No matter what size, location, or style your church is, you must consider your church’s history, culture, and context. While we should always hold fast to the biblical foundations of worship, we cannot forget that each church is a unique body. Don’t try to blindly emulate another church without considering who God has fashioned your body of believers to be.
Many leaders desire to make changes because they are convinced the Lord has given them the vision to enact change or to avoid continued numerical decline, but fail to consider the full picture of the church’s history and current situation philosophically. Some leaders attempt to make changes too fast and make quick shifts in philosophy of ministry out of panic or desperation. Too often the results create more division and disunity. This is especially prevalent in worship music. I’ve seen worship leaders fired because they couldn’t sing contemporary music well enough or the pastor wanted to get rid of the choir because they are convinced a choir cannot grow a church so they unilaterally disband it because it’s not culturally relevant.
Friends, the music in your church should reflect who you are and what God has brought to your church. If you have a thriving choir of all ages, use it as a model for worship leadership. Having a praise band only with multiple generations on the team can also communicate that all ages are valued. In regards to your congregational song, there should be a mix of familiar songs and new; songs which meet the stringent criteria of being theologically rich and musically appropriate for your context. Sure, incremental changes are always necessary as time moves on, but don’t make sweeping changes without communicating a unified vision.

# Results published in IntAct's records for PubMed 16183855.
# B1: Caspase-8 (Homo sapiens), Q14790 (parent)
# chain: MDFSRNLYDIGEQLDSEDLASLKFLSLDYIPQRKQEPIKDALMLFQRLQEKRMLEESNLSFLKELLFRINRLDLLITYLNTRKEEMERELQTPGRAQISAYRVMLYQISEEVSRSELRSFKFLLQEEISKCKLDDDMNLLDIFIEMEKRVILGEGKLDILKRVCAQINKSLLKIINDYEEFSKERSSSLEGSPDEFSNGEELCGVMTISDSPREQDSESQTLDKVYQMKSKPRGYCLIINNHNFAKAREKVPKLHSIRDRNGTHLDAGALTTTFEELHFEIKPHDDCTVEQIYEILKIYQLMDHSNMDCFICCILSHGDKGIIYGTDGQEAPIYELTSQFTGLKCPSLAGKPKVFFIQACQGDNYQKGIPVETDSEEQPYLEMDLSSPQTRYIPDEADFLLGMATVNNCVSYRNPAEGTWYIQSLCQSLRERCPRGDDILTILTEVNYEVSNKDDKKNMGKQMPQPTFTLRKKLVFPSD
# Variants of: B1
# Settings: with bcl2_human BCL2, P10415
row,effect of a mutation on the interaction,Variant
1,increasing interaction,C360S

Churches, like ships, cannot make a 180 degree turn quickly. Most leaders desire to reach young families in their community, so they make assumptions about the types of music they like or the types of programming they want without considering the effect on other generations in their church. In fact many decisions are made to invest in younger generations without considering how older generations could be part of the solution before they make the changes. With evangelism and bringing in families as a primary motivator, many church leaders become myopic in their perspective and miss the chance to bring all ages together to share the vision in unity. Remember Acts 2? The Lord added daily to the number being saved in the early church not because they were hip and current, but because of their UNITY.
When my sons were young, I used to take them bowling. Because I knew they’d likely throw gutter balls each time, I made sure the gutter guards were up each time they bowled. Not providing the gutter guards would’ve meant they would’ve felt defeated whenever they bowled. The goal of the gutter guards is to give their ball the chance to hit some pins so they feel a sense of accomplishment each time.
Consider this analogy: the gutter guards are the biblical foundations and context of your own church. As a leader it’s your responsibility to protect your flock from the errancy of the bowling ball headed toward the gutter. Your goal is for your church to always knock down pins. These pins represent your UNIFIED goals and the vision to which God has called your particular church. There’s a lot of latitude in the middle and sides of each bowling lane, which means you should always be moving forward and side to side as your church grows, but always consider any movements forward through the filter of who God has called you to be authentically. Once you know who you are, the “gutter guards” keep you from striking outside of the biblical foundations and context of your own congregation.